Should Albert be rude to people? Probably not. He could stand to be, let’s say, at least 30% less rude to people. But Albert gets it. Like the Hulk, we’re ALWAYS angry. That’s less of a secret with Albert, but he’s learned not to hulk out and so have I.
Cooper is used to how Albert is, and still respects him as a professional and one of the Good Guys. And Cooper’s not wrong in his assessment: “Albert’s path is a strange and difficult one.” It’s difficult, but it’s worth it. And that’s how Twin Peaks made me a better person and probably saved my life.
SO! What else happens? We meet the mysterious recluse Harold Smith. There are “who’s the father?” hijinks, Audrey’s still a prisoner at One-Eyed Jack’s, and we still don’t know who killed Laura Palmer.
Now I am roused because what Annie wrote about Albert is so good, but within my own circumstances I am in such opposition to Albert. I don’t think that the wrongness of violence starts at the very end of the wrongness of cruel or disrespectful language, or social manoeuvring! I don’t think Albert’s way is cricket at all, but that’s my damage, innit? My parents were strongly, strongly against violence towards or amongst children, even if gentle or symbolic, but my school playground involved a lot of roughhousing–no abuse, but heavy jolts, fists, falls, wrasslin’. It’s always seemed clear to me that what’s uniquely painful is the decision of an opponent to hurt you, or the ability of the opponent to hurt you, and their choice, or oversight, of not avoiding that. Physical violence hurts physically, sure, and sustained physical bullying is atrocious. But words and socialising can and do lock you into hurts just as deep, and I don’t believe that a punch in response to sustained verbal belittling is worse than spotting what makes somebody feel small and then using it to make them feel small. Which is what Albert does.
I have nothing but admiration for the storytellers’ inclusion of this strange character, and gosh I’m glad he was there for Annie. But as a person? I think he’s horrible, and his philosophy bothers me. A binary distinction between spoken attack and bodily attack doesn’t sit well with me. I’d already taken against him before now (he’s just so needlessly rude) but this “haha, I win at principles though!” scene drove me up the wall!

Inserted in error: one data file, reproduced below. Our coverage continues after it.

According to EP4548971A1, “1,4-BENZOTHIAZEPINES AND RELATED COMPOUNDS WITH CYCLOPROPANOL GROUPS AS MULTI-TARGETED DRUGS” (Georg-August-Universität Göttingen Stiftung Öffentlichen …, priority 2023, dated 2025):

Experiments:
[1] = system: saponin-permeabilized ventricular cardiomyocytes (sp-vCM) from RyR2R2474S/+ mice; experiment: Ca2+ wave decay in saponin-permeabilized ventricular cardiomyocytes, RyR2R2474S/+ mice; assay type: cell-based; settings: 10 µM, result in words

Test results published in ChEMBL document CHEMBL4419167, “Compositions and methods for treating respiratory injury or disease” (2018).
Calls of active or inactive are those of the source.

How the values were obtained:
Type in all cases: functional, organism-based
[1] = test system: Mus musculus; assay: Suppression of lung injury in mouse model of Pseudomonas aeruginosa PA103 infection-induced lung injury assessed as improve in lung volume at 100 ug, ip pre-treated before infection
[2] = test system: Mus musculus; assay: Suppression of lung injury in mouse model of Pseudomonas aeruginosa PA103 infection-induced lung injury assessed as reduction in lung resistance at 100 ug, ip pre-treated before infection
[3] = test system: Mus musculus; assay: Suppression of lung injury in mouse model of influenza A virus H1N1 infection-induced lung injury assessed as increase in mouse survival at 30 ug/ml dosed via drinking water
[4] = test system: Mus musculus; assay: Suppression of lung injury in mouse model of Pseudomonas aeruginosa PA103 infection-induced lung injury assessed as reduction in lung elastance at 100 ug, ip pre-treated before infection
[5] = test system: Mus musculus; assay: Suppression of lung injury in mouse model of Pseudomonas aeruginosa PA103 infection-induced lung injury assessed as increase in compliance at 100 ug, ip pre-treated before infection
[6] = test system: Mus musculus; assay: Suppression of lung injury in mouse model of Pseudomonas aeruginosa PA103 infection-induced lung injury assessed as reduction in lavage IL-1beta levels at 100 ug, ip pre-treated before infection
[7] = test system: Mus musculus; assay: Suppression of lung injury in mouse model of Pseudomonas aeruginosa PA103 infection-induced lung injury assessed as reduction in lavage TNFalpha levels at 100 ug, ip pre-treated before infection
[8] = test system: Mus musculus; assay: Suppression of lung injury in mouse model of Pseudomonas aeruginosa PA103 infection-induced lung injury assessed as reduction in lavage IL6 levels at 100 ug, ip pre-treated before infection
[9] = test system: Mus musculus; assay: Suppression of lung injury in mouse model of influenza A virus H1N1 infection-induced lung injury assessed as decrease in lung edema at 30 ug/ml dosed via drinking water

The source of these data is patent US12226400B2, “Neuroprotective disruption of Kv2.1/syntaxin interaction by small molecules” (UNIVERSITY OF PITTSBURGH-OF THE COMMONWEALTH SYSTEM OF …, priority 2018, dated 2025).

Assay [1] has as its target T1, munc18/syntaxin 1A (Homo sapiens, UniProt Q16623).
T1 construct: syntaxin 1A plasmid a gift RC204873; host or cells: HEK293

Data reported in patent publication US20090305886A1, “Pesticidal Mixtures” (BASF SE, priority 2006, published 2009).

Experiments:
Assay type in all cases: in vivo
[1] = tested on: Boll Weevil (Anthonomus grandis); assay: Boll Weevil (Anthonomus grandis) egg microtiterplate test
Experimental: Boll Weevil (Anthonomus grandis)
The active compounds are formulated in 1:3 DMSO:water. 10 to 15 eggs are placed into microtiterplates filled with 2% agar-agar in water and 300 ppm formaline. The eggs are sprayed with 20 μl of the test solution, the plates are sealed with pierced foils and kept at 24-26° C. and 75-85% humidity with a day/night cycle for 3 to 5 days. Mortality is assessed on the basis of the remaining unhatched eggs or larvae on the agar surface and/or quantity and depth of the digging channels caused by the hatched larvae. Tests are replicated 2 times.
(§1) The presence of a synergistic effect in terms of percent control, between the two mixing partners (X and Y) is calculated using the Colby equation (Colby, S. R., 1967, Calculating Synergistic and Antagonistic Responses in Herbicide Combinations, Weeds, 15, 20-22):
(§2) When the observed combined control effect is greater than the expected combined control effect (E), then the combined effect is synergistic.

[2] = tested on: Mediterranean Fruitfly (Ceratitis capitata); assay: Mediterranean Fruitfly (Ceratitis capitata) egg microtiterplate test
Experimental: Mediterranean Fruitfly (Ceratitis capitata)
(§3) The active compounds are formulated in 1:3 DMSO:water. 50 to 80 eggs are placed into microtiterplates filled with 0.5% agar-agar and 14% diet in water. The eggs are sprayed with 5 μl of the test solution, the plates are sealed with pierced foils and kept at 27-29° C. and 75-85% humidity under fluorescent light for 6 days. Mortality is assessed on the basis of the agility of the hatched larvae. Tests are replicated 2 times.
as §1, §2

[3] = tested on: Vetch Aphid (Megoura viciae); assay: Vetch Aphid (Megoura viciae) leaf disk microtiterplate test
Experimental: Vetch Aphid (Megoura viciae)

Beyond the Albert problem, I L O V E whatever’s going on with Nadine. Norma and Ed are such a straight-up classic little subplot (every time Norma is on screen I get the urge to buy perfume), and Nadine is so unguarded and full-throttle that she throws it off in just the right ways.
I completely understand your point of view, Claire! I wouldn’t claim Albert is a role model. I was already a prodigious jackass, but his struggle helped me understand my own at a still-impressionable age. Nearly twenty years later, I’m a much better and nicer person all-around. But sometimes you have to treat the most serious symptoms first. I’d love to see a long conversation between Cooper and Albert about Buddhist principles of non-violence, which include verbal violence. Like Cooper says, Albert’s on a path. I wonder where that path has taken him over the past twenty-five years.
This is one of my favorite things about art, in general: you never know what’s going to connect with someone, and how or why. I’m sure this scene was meant mostly as a throwaway gag, a surprise twist to a minor character’s quirks. But it affected me forever anyway.
It’s so hard to imagine you as a meanie, Annie.
It’s been a hell of a path, and I still have my moments. But I also believe that the things that make a person awesome are also the things that make them suck, and vice-versa. I can use my “will say exactly what I think” powers for good. Now I point the smartass cannon at people who don’t think women belong in a comic shop, for example.